Socorro County Sheriff William Armijo is not running for re-election. Both of the men who hope to replace him have family ties to local law enforcement.

Republican Lee Armijo, a captain with the sheriff’s office, is cousins with the exiting Sheriff Armijo. Democrat Demecio Silva is cousins with the newly appointed city of Socorro Police Chief Angel Garcia.

Both men also want to change how the sheriff’s office patrols operate to provide a department presence in more areas of the community, but they have different strategies for doing so.

Lee Armijo


Armijo would like to run traffic in problem areas to reduce speeding incidents. He would also regularly rotate areas of the county for officers to patrol during hybrid patrol shifts. Deputies would take calls from specific areas of the county for parts of their shifts and be able to work on reports during parts of their shifts. He would not send an officer on patrol alone.

He thinks the hybrid-patrol model would make the department more accountable to the community and provide the flexibility needed for the small department.

Armijo will have been in law enforcement for 23 years in January, and has been a narcotics detective, captain, senior deputy and regular deputy at the department. Safety in schools and drugs are the top issues, said Armijo.

He believes the department can work with the county and city to come up with a long-term way to provide funding for a school resource officer.

“Drugs in Socorro are bad, but it’s everywhere and not just our community. It’s our state and our country that’s really getting hit hard by these drugs,” said Armijo.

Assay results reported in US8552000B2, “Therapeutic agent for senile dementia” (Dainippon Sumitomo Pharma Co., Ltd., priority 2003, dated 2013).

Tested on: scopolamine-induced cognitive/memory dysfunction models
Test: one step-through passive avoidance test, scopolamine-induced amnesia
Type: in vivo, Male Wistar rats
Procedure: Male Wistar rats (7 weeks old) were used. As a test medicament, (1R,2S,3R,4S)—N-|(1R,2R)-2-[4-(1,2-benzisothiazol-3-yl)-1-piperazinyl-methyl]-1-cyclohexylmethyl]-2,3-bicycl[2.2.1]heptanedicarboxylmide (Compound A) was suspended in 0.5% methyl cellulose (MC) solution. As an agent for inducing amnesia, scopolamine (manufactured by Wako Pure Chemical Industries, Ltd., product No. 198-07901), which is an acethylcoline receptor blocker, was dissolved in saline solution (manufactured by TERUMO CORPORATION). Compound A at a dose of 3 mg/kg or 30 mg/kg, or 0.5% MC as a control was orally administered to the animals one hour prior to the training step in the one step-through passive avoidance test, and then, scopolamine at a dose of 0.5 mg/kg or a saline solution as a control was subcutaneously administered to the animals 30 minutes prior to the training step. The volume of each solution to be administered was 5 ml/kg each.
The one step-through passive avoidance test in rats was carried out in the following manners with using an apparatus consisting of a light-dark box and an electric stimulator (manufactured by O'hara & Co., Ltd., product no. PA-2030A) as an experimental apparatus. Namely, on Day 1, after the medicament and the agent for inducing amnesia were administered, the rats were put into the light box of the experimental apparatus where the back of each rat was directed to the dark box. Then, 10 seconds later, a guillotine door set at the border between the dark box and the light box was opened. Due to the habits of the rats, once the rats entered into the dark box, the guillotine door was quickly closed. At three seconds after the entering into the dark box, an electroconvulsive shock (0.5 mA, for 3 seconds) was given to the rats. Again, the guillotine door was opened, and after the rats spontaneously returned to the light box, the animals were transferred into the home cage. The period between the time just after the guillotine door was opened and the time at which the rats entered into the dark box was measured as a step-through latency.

Armijo plans to work with the Sierra County Sheriff’s Office and the city of Socorro to get certified in the High Intensity Drug Trafficking Areas program, which could bring additional training and funding to the area.

Focusing on community policing is also part of Armijo’s plans for addressing drug sales and domestic violence in the county.

“You can solve a lot of crimes and locate a lot of drug activity just by talking to the people,” said Armijo.

Armijo said the department is currently looking into a retention grant that could give deputies extra money, plus fund two additional position. His other strategy for officer retention is to advocate for more pay from the Socorro County Commission.

Demecio Silva


Demecio Silva has worked for the sheriff’s office previously as a transport officer and reserve deputy. He spent most of his career working for county and then city government, where he was a supervisor for the Socorro County Road Department and a division director for the city.

Silva would have officers patrolling individually if needed so that they can reach more parts of the county and ensure all of the officers learn all of the county roads.

“If there’s going to be two officers working for the day, I want one scheduled south and one scheduled north,” said Silva.

He also plans to have officers patrolling on three shifts: day, mid and graveyard.

Like his opponent, Silva also thinks drugs and working with schools are top priorities in the community.

“We need to get tough on crime, and we need to get definitely tough on drugs,” said Silva. “By no means we’re not going to stop the drugs, but we need to start coming up with different ideas to slow it down, to choke out the different drug dealers that we have in town.”

He believes the Sheriff’s Department should help with active shooter drills in the local schools.

Silva would like to hire a grant writer to pursue grant funds that could be used to help with officer retention.

“Most importantly is getting grants programs into our schools and communicating with our kids, talking with our kids,” said Silva.

He is also focused on improving the department’s ability to respond to incidents in Alamo, which would require agreements with the chapter government and the Navajo Nation government.

“When you get up and call 911, you need them there as quick as possible. Not four hours, not five hours,” said Silva.

The general election will be Nov. 8. Early voting has already begun.